They say the most disturbing part is that the alleged mistake happened nearly two months ago, and they were only recently informed.
"I mean, we're sitting here carrying around ashes that we thought were our mother and it's not even our mother," said Anthony Montes. "We're trying to get closure, and our mom is still in the freezer."
Montes said his mother, Anna Zuniga, passed away of unknown causes on Feb. 10. Her body had been discovered inside a tent in the desert in Apple Valley.
Zuniga's memorial service was held at Sunset Hills Memorial Park and Mortuary on March 17, and her cremation was supposed to take place two days later.
An employee of the mortuary gave them ashes on April 27, dividing the remains into multiple urns for Montes and his siblings.
"She divided it into our keepsakes and the larger urn that we had most of the remains in."
Montes said for nearly two months, his family believed the ashes were indeed of their mother. But he said the manager called him this week, explaining to him that there had been a mistake.
"He let me know that the remains we got were not my mother's. They were the dust remains of 50 to 100 different people."
Montes says the manager apologized and explained the mistake happened after his mother's cremation was placed on hold because of a problem with financing. He said the manager explained that even though the cremation was on hold, the labels were already printed and taken to the crematory, where they were mistakenly attached to the leftover remains of 50 to 100 people whose bodies were cremated during the past week.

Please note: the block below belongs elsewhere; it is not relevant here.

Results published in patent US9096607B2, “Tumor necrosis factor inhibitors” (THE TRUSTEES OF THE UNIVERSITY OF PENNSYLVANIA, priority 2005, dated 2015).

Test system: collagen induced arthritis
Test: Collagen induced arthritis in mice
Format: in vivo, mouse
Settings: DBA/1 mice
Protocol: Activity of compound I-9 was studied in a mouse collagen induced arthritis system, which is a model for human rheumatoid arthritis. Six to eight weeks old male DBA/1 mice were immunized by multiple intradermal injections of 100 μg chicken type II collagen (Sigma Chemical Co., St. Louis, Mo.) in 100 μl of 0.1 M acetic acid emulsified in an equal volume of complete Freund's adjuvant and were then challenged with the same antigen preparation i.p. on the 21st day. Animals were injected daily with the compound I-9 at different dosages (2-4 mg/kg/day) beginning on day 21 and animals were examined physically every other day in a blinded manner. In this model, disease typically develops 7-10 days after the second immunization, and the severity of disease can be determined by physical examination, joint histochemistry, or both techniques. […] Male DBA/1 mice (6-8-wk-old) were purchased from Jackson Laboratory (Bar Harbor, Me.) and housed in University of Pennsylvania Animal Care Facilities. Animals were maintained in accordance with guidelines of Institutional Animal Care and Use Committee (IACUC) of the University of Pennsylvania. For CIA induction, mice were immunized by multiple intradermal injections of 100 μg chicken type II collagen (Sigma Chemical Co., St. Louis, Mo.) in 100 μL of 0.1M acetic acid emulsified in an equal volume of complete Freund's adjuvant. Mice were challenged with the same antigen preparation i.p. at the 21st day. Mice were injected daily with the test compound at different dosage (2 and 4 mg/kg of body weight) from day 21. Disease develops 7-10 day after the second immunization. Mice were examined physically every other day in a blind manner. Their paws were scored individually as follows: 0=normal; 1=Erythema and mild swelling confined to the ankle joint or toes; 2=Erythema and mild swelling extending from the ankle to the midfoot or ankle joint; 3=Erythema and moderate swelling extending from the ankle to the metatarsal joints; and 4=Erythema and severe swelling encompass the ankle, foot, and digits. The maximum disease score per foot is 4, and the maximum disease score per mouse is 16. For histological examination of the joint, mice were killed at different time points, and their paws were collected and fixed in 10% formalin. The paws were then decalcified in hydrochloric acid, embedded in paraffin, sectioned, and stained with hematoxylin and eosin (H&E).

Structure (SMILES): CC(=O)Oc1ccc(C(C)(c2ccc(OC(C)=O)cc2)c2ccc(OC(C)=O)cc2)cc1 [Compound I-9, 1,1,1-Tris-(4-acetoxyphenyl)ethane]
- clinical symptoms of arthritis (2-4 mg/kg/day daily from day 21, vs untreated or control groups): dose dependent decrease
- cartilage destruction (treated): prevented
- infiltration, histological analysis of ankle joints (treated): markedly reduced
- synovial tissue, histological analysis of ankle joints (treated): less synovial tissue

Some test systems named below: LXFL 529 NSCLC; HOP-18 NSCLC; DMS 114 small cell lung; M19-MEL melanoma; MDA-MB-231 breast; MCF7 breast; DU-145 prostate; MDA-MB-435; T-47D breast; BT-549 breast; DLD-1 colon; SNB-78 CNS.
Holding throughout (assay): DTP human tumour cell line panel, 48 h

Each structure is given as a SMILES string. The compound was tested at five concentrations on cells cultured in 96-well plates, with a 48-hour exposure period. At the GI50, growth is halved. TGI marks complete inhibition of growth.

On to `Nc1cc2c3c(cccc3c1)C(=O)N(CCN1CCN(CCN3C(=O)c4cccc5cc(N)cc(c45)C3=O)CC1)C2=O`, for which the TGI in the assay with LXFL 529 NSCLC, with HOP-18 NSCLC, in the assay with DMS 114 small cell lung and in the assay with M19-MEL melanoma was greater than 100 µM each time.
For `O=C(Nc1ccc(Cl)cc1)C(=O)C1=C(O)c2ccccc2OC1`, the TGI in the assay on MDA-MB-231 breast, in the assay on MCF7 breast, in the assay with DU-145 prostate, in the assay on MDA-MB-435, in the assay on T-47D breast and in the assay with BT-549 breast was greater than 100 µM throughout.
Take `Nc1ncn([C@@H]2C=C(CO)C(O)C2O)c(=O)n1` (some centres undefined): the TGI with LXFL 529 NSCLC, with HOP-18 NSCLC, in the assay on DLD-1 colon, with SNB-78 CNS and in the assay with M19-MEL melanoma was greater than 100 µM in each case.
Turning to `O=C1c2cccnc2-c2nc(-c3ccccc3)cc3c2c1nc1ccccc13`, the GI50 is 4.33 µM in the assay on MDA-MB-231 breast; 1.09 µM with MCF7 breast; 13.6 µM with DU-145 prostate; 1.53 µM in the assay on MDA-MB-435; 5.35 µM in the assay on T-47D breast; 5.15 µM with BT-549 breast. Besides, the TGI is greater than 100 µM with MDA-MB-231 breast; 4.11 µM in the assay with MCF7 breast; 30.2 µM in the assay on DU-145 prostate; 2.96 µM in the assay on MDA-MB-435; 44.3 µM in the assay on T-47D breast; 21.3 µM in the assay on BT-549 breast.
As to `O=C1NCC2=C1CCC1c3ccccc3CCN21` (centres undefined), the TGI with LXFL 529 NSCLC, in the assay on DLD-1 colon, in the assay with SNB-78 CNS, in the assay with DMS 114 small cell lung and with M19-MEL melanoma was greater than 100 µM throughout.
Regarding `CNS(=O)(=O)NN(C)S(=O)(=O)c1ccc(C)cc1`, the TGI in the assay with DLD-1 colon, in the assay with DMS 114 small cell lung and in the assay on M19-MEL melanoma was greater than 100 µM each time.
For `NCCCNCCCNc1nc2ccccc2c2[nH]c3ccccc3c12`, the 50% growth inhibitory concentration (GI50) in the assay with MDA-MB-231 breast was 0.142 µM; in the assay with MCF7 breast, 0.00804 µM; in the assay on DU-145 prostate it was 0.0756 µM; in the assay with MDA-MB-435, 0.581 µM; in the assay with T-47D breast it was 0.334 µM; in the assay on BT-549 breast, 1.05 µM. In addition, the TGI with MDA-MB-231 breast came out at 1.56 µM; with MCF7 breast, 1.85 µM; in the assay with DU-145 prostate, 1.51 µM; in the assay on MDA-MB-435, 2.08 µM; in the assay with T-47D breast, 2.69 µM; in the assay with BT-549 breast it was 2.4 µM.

"He said... the labels were still taken to the crematory and the person at the end of the day... grabbed a clipboard and he labeled the dust remains as my mother," Montes said.
He adds the manager told him the employee who was responsible for the mistake is no longer working at Sunset Hills. He said they've offered the family a plot at the cemetery where they will be able to bury their mother, as well as a plaque.
But his family members say that's not enough, given the pain they've been through with urns that contained the ashes of complete strangers.
"(The urn) was on my wall in my house, where we can sit there and reminisce about my mom," said daughter Precious Montes. "I took it down yesterday as I got the news, and I don't even know how to explain it to my kids, because they're like 'Where's Grandma?'"
The family says they've hired an attorney. Eyewitness News has made repeated attempts to contact Sunset Hills Memorial Park and Mortuary.
A manager initially said he could only discuss the situation if the family gave him permission. But after family members told us they did indeed give the manager permission to discuss what happened, the manager has not returned any of our phone calls.